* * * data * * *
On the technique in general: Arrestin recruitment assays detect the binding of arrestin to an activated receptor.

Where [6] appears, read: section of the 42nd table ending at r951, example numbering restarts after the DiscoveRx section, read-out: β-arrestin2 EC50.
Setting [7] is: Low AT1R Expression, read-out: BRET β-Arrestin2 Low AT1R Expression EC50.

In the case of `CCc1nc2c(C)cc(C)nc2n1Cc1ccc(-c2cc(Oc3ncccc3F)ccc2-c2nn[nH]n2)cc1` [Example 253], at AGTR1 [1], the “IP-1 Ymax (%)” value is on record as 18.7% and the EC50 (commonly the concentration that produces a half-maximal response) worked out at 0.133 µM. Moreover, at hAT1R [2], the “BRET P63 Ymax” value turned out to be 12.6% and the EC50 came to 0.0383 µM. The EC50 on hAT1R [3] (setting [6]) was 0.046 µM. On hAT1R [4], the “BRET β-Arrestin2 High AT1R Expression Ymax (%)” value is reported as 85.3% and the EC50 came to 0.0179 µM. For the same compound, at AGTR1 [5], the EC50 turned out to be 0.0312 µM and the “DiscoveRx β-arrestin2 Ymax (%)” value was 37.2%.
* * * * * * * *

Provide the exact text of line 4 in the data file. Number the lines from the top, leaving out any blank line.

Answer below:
In the case of `CCc1nc2c(C)cc(C)nc2n1Cc1ccc(-c2cc(Oc3ncccc3F)ccc2-c2nn[nH]n2)cc1` [Example 253], at AGTR1 [1], the “IP-1 Ymax (%)” value is on record as 18.7% and the EC50 (commonly the concentration that produces a half-maximal response) worked out at 0.133 µM. Moreover, at hAT1R [2], the “BRET P63 Ymax” value turned out to be 12.6% and the EC50 came to 0.0383 µM. The EC50 on hAT1R [3] (setting [6]) was 0.046 µM. On hAT1R [4], the “BRET β-Arrestin2 High AT1R Expression Ymax (%)” value is reported as 85.3% and the EC50 came to 0.0179 µM. For the same compound, at AGTR1 [5], the EC50 turned out to be 0.0312 µM and the “DiscoveRx β-arrestin2 Ymax (%)” value was 37.2%.